Suicide affects all of us, and involves so many devastating emotions. Grief (as one of the panelists refers to it, a very “complicated” form of grief), guilt (“What did I do wrong?” “I should have seen signs and intervened”), and, often, an element of concern for the deceased’s soul state (“Can they ever be forgiven?” “Were they accountable when they did this?”).
In this two-part episode, panelists Natasha Helfer Parker, Charn Burton, and Nicholas Maughn join Mormon Matters host Dan Wotherspoon in an thorough discussion of suicide—offering education about its primary causes (what to look for if the person has given subtle clues about her or his intentions, how to best serve and be present for loved ones of the person who died, its many ripple effects pertaining to marriages and other relationships, survivor’s own mental health, etc.)—confronting bad information, cultural attitudes, and harmful theology, and suggesting helpful and healing notions about God and the type of universe in which we live. The discussion concerns all aspects of suicide and is conscious of the phenomena as a whole, but in the second part especially speaks directly to particular Mormon teachings—the hopeful ones as well as the ones that deserve being confronted and sent into oblivion. This is a very personal episode with powerful things in it for every person.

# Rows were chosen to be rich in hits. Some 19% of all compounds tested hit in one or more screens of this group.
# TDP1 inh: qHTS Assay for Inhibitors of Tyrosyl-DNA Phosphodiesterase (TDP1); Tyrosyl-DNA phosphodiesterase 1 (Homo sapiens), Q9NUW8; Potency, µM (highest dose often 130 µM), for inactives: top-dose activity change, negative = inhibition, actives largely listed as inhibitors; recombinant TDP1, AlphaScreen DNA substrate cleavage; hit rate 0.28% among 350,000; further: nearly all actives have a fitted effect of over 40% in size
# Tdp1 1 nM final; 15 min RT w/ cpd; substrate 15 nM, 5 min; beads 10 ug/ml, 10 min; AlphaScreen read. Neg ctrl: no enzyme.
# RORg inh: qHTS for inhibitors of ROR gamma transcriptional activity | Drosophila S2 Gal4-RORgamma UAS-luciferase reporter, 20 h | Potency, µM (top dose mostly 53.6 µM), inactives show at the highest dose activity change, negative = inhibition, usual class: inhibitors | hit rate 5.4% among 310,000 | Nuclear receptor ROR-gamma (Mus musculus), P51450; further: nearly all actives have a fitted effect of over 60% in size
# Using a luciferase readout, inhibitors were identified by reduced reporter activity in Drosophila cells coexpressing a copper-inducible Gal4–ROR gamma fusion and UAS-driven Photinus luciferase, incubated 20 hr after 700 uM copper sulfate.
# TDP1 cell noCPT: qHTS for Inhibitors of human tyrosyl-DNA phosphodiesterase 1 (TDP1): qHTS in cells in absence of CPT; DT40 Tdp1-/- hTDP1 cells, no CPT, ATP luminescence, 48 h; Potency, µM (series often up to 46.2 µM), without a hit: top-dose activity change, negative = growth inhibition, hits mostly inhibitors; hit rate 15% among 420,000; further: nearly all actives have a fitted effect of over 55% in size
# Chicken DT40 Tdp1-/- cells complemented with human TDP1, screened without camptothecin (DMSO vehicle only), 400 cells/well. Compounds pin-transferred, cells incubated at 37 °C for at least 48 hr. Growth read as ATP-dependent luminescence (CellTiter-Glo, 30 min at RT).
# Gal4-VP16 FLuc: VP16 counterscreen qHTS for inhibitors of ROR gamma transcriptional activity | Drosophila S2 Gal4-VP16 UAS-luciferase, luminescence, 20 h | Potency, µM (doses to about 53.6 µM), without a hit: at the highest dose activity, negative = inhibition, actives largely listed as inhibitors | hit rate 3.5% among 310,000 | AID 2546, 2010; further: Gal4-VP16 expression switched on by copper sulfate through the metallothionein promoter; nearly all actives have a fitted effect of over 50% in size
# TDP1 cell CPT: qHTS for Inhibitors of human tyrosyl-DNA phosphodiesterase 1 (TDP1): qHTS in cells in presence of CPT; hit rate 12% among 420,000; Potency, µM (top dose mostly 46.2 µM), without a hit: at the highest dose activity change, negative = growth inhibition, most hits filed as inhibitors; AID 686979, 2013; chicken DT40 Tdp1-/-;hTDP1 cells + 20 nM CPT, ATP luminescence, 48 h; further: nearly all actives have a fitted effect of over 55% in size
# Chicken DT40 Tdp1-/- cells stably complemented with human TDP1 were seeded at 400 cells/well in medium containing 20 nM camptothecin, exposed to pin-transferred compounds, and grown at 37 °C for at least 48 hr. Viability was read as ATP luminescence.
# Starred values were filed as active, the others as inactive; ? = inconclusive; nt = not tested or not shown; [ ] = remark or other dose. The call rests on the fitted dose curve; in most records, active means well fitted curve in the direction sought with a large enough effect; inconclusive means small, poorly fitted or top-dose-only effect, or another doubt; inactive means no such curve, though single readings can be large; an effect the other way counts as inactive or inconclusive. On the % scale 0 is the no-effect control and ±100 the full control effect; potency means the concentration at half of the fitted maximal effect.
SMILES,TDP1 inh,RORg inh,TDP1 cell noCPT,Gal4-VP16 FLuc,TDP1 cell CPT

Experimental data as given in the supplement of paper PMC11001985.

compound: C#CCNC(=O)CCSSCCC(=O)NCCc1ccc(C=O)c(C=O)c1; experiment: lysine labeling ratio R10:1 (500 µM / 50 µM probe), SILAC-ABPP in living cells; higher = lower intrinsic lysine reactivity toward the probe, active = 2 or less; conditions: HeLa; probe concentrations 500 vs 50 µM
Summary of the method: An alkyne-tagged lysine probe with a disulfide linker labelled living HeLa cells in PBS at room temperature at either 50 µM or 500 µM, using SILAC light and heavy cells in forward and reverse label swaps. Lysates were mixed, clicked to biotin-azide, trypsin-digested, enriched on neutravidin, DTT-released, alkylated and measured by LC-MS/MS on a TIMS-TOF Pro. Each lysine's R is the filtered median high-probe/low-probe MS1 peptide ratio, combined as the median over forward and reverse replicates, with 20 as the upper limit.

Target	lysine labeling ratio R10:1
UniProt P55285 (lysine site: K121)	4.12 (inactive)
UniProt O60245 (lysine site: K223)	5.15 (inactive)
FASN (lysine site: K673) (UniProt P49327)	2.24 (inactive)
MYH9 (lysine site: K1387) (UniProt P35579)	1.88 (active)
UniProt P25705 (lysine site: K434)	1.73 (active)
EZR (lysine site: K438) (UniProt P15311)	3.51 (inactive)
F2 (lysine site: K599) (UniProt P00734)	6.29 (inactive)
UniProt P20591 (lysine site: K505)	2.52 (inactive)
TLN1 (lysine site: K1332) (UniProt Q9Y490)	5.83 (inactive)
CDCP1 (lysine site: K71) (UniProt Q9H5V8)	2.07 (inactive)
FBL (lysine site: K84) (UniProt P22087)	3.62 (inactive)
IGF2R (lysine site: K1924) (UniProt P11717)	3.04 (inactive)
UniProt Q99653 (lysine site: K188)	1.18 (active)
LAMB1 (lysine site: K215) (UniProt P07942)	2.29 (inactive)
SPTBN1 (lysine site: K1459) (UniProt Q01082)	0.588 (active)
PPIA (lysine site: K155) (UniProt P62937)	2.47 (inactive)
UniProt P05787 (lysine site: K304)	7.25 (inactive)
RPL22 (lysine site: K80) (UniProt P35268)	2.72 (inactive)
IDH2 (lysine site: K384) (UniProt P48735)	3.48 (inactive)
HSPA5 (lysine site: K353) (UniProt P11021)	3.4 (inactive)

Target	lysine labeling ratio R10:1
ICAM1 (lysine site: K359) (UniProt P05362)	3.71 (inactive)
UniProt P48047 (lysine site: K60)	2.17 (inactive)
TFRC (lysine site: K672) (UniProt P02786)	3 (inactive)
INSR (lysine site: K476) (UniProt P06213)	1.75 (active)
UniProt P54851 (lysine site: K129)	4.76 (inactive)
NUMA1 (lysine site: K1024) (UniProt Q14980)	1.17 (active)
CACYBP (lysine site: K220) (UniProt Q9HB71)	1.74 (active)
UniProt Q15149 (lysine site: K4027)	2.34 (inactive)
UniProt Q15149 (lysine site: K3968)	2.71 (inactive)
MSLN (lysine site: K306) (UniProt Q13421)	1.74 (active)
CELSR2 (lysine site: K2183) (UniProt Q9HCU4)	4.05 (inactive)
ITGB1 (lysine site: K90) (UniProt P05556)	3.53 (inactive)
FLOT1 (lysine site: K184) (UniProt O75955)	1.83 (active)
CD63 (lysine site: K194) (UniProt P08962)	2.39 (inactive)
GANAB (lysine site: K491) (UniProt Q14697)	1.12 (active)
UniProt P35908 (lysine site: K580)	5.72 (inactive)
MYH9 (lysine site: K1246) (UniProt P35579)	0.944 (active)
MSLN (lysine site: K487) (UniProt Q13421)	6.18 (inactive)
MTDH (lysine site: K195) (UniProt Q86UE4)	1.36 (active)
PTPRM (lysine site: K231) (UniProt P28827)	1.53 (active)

We look forward to your joining in the conversation below.
Links and Helps: